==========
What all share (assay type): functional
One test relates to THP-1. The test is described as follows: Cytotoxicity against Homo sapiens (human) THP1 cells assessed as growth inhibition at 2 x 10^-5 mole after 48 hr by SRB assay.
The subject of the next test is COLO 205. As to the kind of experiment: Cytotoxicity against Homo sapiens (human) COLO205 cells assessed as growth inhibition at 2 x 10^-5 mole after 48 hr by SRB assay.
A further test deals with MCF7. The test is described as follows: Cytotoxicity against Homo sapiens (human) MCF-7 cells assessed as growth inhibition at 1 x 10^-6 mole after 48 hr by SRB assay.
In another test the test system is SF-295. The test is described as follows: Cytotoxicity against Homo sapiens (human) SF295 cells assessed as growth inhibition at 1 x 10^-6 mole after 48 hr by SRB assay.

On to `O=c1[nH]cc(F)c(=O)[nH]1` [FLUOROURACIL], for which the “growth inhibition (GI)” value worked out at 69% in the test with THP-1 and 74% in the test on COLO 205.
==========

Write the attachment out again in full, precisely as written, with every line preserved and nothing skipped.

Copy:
What all share (assay type): functional
One test relates to THP-1. The test is described as follows: Cytotoxicity against Homo sapiens (human) THP1 cells assessed as growth inhibition at 2 x 10^-5 mole after 48 hr by SRB assay.
The subject of the next test is COLO 205. As to the kind of experiment: Cytotoxicity against Homo sapiens (human) COLO205 cells assessed as growth inhibition at 2 x 10^-5 mole after 48 hr by SRB assay.
A further test deals with MCF7. The test is described as follows: Cytotoxicity against Homo sapiens (human) MCF-7 cells assessed as growth inhibition at 1 x 10^-6 mole after 48 hr by SRB assay.
In another test the test system is SF-295. The test is described as follows: Cytotoxicity against Homo sapiens (human) SF295 cells assessed as growth inhibition at 1 x 10^-6 mole after 48 hr by SRB assay.

On to `O=c1[nH]cc(F)c(=O)[nH]1` [FLUOROURACIL], for which the “growth inhibition (GI)” value worked out at 69% in the test with THP-1 and 74% in the test on COLO 205.